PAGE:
As he hovered beside Soval, Trip’s nebulous unease suddenly ignited into crystal-sharp panic, spreading through his body like wildfire. He sucked in a breath of shock as he felt a horrific pain searing its way through his heart—but somehow he knew the pain wasn’t physical. What the hell...?
-- -- --
T’Pol fell to her knees beside her mother’s bruised, broken body, gently gathering her up. T’Les had been struck by a stone column as the chamber blew apart around her. She was still breathing, albeit shallowly. T’Pol fought back her rising panic. “Mother?...”
The older woman’s eyes drifted open. She looked relieved to see her daughter. “I was afraid you were still inside.”
T’Pol could already feel tears welling behind her eyes. “It’s all right,” she said, trying to sound calm but failing miserably. “We found the Kir’Shara.”
T’Les held her daughter’s arm lightly. She could sense T’Pol’s tremendous inner conflict, her struggle to keep her emotions in check. If only it had not taken so long to discover the key to her child’s peace... “You have always struggled so with your emotions. I came here—I did all this to help you.”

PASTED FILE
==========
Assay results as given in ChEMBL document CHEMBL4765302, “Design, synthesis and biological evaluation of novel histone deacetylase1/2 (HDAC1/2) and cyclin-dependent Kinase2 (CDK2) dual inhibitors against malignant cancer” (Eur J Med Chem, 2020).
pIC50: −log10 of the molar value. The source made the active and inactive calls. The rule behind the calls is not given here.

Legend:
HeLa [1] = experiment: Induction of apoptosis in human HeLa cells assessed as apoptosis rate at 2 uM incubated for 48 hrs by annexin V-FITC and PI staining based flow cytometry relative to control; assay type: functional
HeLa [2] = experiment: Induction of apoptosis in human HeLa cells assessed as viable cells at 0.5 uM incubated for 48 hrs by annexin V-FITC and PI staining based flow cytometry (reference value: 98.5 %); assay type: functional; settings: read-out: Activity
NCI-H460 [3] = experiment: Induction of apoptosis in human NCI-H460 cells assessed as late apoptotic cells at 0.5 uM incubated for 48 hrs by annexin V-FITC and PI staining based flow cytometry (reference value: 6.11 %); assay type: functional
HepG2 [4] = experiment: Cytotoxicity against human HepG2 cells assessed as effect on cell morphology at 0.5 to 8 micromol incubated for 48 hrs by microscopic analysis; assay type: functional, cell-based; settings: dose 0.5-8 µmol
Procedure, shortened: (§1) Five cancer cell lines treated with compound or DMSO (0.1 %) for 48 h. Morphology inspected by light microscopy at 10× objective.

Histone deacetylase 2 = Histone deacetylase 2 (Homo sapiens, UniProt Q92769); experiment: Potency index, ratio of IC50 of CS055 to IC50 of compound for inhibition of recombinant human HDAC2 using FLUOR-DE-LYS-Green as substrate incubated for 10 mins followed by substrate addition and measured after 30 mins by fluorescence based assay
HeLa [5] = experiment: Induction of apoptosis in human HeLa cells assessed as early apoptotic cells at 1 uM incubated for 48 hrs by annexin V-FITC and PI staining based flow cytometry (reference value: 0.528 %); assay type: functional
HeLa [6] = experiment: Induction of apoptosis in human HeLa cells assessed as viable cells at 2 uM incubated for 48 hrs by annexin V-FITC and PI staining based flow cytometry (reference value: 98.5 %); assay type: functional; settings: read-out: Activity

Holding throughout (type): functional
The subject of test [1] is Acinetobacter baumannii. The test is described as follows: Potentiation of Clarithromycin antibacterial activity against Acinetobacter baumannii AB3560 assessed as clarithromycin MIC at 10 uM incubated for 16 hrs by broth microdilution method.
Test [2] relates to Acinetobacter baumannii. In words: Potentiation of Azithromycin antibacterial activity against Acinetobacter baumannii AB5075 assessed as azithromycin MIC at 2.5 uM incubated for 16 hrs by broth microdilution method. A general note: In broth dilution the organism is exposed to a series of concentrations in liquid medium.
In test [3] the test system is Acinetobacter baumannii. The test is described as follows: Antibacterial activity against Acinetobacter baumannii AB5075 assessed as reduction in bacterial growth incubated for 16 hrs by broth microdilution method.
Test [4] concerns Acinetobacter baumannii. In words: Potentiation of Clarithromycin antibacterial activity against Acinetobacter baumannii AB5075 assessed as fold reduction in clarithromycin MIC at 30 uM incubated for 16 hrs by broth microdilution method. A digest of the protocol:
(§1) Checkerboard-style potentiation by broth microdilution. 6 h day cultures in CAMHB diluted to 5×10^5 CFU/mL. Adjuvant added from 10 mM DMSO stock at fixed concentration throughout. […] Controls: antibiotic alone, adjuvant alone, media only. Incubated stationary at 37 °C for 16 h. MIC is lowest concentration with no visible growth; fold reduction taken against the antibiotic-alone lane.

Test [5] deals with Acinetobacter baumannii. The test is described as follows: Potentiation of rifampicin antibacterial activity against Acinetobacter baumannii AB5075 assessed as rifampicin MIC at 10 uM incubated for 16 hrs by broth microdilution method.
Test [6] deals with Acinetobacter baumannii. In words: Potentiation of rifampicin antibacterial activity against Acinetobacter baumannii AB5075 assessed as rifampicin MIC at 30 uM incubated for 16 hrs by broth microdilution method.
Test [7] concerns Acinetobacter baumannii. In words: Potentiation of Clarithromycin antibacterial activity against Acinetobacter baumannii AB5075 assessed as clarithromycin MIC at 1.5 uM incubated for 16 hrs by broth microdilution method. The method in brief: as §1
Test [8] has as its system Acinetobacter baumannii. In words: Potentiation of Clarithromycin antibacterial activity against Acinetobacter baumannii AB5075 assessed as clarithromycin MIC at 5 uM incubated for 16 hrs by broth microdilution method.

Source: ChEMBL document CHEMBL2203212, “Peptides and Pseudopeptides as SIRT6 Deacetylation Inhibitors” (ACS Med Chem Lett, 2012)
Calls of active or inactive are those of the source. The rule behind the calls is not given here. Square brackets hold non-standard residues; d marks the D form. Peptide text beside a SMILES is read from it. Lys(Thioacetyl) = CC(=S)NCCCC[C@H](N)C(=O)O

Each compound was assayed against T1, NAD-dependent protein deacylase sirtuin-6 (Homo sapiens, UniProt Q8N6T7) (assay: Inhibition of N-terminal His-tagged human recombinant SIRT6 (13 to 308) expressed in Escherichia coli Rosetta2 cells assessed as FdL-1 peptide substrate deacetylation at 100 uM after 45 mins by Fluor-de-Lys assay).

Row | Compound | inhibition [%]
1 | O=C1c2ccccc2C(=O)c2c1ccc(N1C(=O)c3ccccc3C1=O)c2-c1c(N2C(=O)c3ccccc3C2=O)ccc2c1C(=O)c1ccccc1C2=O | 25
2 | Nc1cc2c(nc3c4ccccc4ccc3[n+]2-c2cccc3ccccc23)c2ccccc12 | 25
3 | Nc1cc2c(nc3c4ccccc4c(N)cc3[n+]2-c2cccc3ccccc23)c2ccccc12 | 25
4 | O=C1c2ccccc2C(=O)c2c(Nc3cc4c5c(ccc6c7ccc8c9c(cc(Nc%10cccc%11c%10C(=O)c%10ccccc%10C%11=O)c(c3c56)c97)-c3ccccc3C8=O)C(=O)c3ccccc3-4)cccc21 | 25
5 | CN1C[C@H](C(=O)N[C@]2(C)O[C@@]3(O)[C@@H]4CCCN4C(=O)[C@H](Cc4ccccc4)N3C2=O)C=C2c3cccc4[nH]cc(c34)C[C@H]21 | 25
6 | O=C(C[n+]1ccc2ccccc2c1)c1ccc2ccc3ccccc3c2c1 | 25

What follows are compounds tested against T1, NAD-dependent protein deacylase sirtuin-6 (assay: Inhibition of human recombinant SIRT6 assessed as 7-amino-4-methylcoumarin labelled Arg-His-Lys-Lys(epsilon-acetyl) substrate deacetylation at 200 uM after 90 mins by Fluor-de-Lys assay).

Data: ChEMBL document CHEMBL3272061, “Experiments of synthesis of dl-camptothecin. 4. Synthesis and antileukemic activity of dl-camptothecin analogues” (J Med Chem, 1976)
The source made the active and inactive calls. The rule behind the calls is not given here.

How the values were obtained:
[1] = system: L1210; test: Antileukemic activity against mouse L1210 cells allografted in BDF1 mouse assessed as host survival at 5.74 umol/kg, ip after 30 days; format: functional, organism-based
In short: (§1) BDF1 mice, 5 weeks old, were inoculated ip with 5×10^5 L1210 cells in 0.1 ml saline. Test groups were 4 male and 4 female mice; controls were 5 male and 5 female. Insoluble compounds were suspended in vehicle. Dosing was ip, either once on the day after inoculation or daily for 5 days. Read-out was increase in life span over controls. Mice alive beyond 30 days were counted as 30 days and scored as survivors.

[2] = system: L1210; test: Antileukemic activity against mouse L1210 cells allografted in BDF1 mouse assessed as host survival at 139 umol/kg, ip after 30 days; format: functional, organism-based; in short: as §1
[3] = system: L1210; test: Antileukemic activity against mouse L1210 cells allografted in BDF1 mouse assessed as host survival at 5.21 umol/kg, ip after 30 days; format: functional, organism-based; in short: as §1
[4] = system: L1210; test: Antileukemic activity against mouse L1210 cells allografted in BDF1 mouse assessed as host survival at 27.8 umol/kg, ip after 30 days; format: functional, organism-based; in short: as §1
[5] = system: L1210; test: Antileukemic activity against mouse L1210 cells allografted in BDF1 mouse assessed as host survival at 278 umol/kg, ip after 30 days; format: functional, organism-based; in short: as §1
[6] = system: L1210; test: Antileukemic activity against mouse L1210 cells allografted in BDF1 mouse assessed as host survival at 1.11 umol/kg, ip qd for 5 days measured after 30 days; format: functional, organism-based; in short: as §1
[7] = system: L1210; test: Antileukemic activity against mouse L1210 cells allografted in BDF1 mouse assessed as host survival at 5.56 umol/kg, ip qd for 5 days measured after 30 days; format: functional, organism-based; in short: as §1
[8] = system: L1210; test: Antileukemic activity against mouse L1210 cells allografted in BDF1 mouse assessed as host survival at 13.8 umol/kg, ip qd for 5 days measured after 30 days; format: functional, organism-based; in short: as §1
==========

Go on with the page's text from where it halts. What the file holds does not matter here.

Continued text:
What could be so vital that her mother’s life was a just price? “Mother, I don’t understand...” T’Pol’s voice broke.
“You will,” T’Les said softly.
At this moment, the future didn’t matter to T’Pol. All she could see was here, now...her mother in her arms, dying.
-- -- --
Soval’s eyes flicked up at the sound of Commander Tucker’s soft gasp. The human was in obvious distress. He angled away from the rest of the bridge, clearly unwilling to let his crew witness his difficulty. “Commander?” Soval said softly.
Trip knew his cover was blown with Soval, but for some reason, he didn’t care. The rest of the bridge personnel, that was something else. He didn’t want everybody in an uproar, not when he didn’t even know what was going on.
The terror was overwhelming him, the anguish in his heart worsening with each passing second. The notion that he was having an actual premonition of disaster seemed like a bunch of hooey, but he had to make sure. “Malcolm?” he called, bending over Soval’s console, as if studying the data there. “Ship’s status?”